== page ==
November 27, 2017, 8:43 pm
Removing all confusions about the permission of new banks, finance minister AMA Muhith on Monday said the government was going to issue licenses to three new banks.
“Not two, we’re giving (permission for) three new banks,” said Muhith while talking to reporters at Dhaka Club following a seminar on insurance sector in Bangladesh.
Turning down the notion of a messy situation in the banking sector, riddled with irregularities and lacking good governance, the octogenarian minister said banks failing to operate properly will go for merger.
“There is a provision in the banking law for merger. So, if any bank fails, it will go to merger”, he said.
Defending the government’s move for allowing more banks in business, Muhith said still there is huge market for banks as a good portion of people still remained unbanked.
There are reports that the central bank recently rejected proposals for setting up three new commercial banks on the grounds that the deteriorating financial health of many banks, especially the nine that were set up last, does not allow inclusion of new banks in business.
Two of the three proposed banks are Bengal Bank and People’s Islami Bank. The name of the third one and its owner remained unpublished.
The finance minister also could not remember the name of the proposed third bank.
Bangladesh Bank (BB) conveyed its opinion to the banking division when the central bank was asked to scrutinise the proposals of three new banks.
Ruling Awami League MP for Noakhali-2 constituency Morshed Alam, also the chairman of Bengal Group of Industries and RTV, has moved for the Bengal Bank while a Chittagong-based businessman MA Kashem pursued for People’s Islami Bank.
Currently, there are 57 banks in Bangladesh. Of them, 40 are local private banks, nine foreign and eight state-owned.
Officials at the central bank believe the financial health of many banks is not good and it would have deteriorated further if there were no policy support from the regulatory body.
As per a Bangladesh Bank letter to the finance ministry, as of December last year, the total default loans in the banking sector stood at 9.2 per cent and the capital adequacy ratio 10.8 per cent of risk-weighted assets. Total stressed advances (defaulted and rescheduled loans) rose to 17.2 per cent, up from 16.1 per cent a year earlier.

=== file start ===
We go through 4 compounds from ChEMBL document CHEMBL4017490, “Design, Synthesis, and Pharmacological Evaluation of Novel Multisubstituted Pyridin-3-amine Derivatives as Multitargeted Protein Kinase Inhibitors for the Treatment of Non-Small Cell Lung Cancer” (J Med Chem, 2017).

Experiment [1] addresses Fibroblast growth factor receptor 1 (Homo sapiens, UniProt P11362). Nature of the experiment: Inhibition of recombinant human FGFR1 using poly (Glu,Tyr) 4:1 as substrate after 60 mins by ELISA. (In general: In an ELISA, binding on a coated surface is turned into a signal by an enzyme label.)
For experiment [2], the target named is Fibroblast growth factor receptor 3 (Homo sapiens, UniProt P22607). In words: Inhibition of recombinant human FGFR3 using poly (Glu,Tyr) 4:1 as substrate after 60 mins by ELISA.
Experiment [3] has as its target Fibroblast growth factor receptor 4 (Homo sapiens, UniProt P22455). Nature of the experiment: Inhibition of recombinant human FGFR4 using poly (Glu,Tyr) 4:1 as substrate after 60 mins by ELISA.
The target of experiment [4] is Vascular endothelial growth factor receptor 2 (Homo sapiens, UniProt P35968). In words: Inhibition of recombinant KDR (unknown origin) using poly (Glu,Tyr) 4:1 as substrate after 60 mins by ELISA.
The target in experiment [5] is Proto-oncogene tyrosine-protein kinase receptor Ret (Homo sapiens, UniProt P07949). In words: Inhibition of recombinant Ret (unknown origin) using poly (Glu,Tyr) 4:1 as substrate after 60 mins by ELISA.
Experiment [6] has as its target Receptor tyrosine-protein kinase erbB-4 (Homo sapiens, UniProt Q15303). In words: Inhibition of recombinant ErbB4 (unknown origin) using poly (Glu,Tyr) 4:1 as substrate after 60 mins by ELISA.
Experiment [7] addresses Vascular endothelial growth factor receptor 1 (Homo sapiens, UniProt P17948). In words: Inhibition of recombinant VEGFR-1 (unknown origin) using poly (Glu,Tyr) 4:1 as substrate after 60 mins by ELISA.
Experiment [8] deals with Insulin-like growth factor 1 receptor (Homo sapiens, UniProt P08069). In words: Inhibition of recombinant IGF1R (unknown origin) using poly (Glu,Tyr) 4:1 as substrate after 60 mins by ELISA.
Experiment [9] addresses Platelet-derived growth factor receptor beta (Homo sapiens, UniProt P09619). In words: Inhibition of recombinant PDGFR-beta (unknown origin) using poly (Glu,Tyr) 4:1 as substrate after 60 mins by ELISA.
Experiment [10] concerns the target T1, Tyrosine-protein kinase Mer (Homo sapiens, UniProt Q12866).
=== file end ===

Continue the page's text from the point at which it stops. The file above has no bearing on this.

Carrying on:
Meanwhile, the finance minister while addressing the seminar titled: “Protecting the Poor: Emerging Micro Insurance Market in South Asia”, said that the government will pay more attention to the country’s insurance sector as it lags behind than other sectors of the economy.
He said contribution of insurance sector and its coverage does not match the country’s growing economy as it contributes less than one per cent to the GDP.
Muhith admitted that insurance sector did not get proper attention of the government.
He, however, extended his support to the demand of insurance sector to make it mandatory for NGOs to make a ‘bank assurance’ before micro finance lending in any project.
The seminar, organised by Bangladesh Insurance Association (BIA), was also addressed by senior secretary of banking and financial institution division of finance ministry Eunusur Rahman, chairman of insurance development and regulatory authority Shafiqure Rahman Patwari and BIA president Sheikh Kabir Hossain.
Eunusur Rahman said the insurance sector has to build up confidence of the common people as there is a perception that people never get insurance claim from companies.